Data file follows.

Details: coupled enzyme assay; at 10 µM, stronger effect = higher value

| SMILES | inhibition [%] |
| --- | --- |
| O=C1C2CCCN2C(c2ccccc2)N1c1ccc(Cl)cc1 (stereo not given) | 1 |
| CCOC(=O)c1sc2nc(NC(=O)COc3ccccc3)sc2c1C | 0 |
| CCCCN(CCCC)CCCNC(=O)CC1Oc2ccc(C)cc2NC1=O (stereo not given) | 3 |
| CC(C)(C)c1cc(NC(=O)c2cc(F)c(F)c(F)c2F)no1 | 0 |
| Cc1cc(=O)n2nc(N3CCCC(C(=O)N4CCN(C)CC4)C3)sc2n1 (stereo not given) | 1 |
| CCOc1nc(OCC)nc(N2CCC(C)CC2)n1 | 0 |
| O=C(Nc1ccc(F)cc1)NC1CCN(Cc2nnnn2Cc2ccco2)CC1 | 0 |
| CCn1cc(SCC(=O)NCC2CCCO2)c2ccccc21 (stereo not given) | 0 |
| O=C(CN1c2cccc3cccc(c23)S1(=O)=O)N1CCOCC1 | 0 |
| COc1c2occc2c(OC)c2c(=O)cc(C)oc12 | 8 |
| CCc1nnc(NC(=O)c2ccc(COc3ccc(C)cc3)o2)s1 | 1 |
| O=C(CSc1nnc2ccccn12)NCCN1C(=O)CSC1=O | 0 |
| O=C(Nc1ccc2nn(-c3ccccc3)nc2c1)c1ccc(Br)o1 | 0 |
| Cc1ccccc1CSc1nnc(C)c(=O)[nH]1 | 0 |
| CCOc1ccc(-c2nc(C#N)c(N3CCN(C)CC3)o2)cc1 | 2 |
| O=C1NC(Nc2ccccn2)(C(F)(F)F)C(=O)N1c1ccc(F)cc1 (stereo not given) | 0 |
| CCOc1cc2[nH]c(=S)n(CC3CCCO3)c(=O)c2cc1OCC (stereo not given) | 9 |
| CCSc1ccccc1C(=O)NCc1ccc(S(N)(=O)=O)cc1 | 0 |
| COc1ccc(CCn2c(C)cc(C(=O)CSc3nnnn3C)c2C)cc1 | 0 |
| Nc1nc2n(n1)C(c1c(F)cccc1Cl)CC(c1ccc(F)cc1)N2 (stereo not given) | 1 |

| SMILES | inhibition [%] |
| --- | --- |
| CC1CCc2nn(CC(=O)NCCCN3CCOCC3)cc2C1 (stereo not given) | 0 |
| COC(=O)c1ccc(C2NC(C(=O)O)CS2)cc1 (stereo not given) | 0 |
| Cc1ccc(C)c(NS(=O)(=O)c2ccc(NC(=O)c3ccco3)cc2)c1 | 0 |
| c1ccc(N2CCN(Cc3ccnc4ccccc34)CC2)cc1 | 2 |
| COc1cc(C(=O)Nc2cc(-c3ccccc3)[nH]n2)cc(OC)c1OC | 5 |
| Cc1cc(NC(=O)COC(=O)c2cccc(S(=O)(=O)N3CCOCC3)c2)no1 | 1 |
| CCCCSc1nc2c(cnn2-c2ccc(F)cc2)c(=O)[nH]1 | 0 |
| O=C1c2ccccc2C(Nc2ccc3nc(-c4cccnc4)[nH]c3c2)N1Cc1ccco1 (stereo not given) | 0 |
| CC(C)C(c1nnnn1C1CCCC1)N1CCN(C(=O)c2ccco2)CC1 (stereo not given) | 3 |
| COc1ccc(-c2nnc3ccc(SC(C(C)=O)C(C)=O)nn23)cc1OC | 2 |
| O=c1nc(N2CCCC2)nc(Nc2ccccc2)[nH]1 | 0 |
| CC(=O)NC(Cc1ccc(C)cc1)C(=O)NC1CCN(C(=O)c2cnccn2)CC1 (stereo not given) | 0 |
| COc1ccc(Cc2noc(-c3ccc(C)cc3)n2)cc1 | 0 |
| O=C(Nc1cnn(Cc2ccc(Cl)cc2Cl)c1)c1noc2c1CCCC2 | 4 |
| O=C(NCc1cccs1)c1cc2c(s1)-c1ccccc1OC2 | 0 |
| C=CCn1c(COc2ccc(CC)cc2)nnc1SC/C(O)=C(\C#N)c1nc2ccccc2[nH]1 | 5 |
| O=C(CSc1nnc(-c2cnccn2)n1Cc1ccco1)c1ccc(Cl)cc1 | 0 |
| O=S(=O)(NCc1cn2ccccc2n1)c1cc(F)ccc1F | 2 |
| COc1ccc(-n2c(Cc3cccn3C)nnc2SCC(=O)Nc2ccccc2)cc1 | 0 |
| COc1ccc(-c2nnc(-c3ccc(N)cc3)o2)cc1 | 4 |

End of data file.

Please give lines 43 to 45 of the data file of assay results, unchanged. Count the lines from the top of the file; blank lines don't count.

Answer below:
| O=S(=O)(NCc1cn2ccccc2n1)c1cc(F)ccc1F | 2 |
| COc1ccc(-n2c(Cc3cccn3C)nnc2SCC(=O)Nc2ccccc2)cc1 | 0 |
| COc1ccc(-c2nnc(-c3ccc(N)cc3)o2)cc1 | 4 |